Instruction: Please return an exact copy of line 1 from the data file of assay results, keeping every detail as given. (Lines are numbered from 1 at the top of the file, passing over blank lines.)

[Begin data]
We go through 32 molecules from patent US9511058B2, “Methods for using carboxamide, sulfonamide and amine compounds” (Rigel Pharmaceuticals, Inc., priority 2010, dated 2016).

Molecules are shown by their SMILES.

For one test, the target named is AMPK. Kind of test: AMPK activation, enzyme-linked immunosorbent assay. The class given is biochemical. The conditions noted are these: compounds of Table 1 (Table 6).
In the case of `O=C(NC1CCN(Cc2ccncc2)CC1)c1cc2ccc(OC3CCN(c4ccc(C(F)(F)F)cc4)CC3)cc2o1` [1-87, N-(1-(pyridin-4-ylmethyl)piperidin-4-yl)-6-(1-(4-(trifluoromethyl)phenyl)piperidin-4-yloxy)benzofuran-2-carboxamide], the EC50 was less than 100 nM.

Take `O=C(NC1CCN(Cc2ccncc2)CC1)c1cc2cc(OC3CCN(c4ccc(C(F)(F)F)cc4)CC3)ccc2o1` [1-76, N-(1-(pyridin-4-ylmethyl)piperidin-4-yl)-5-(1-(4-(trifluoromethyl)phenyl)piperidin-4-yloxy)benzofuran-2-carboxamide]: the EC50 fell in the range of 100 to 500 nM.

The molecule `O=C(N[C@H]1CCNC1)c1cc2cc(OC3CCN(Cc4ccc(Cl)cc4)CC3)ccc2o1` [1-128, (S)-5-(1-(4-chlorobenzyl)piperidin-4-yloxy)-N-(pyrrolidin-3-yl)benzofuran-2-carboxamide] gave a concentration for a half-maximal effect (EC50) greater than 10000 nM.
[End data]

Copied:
We go through 32 molecules from patent US9511058B2, “Methods for using carboxamide, sulfonamide and amine compounds” (Rigel Pharmaceuticals, Inc., priority 2010, dated 2016).